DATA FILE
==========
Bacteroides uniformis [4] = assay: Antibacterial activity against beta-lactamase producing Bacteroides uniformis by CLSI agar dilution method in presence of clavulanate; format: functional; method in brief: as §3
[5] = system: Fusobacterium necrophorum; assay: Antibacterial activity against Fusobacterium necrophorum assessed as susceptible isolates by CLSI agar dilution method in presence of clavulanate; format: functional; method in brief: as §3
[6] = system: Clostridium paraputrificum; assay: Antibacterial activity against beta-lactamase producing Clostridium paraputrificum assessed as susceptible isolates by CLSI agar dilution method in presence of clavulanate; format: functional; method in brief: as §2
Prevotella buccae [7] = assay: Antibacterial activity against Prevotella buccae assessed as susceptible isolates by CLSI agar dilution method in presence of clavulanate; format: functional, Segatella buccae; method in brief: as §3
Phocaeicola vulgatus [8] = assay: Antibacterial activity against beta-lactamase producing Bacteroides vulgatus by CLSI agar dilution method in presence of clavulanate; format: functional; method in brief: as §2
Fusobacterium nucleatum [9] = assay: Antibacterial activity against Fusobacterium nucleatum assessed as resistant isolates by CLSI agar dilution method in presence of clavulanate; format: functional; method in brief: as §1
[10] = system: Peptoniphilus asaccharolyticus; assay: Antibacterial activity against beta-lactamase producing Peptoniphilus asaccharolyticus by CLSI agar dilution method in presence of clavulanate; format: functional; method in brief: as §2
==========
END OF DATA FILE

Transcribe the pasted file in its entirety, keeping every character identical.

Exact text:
Bacteroides uniformis [4] = assay: Antibacterial activity against beta-lactamase producing Bacteroides uniformis by CLSI agar dilution method in presence of clavulanate; format: functional; method in brief: as §3
[5] = system: Fusobacterium necrophorum; assay: Antibacterial activity against Fusobacterium necrophorum assessed as susceptible isolates by CLSI agar dilution method in presence of clavulanate; format: functional; method in brief: as §3
[6] = system: Clostridium paraputrificum; assay: Antibacterial activity against beta-lactamase producing Clostridium paraputrificum assessed as susceptible isolates by CLSI agar dilution method in presence of clavulanate; format: functional; method in brief: as §2
Prevotella buccae [7] = assay: Antibacterial activity against Prevotella buccae assessed as susceptible isolates by CLSI agar dilution method in presence of clavulanate; format: functional, Segatella buccae; method in brief: as §3
Phocaeicola vulgatus [8] = assay: Antibacterial activity against beta-lactamase producing Bacteroides vulgatus by CLSI agar dilution method in presence of clavulanate; format: functional; method in brief: as §2
Fusobacterium nucleatum [9] = assay: Antibacterial activity against Fusobacterium nucleatum assessed as resistant isolates by CLSI agar dilution method in presence of clavulanate; format: functional; method in brief: as §1
[10] = system: Peptoniphilus asaccharolyticus; assay: Antibacterial activity against beta-lactamase producing Peptoniphilus asaccharolyticus by CLSI agar dilution method in presence of clavulanate; format: functional; method in brief: as §2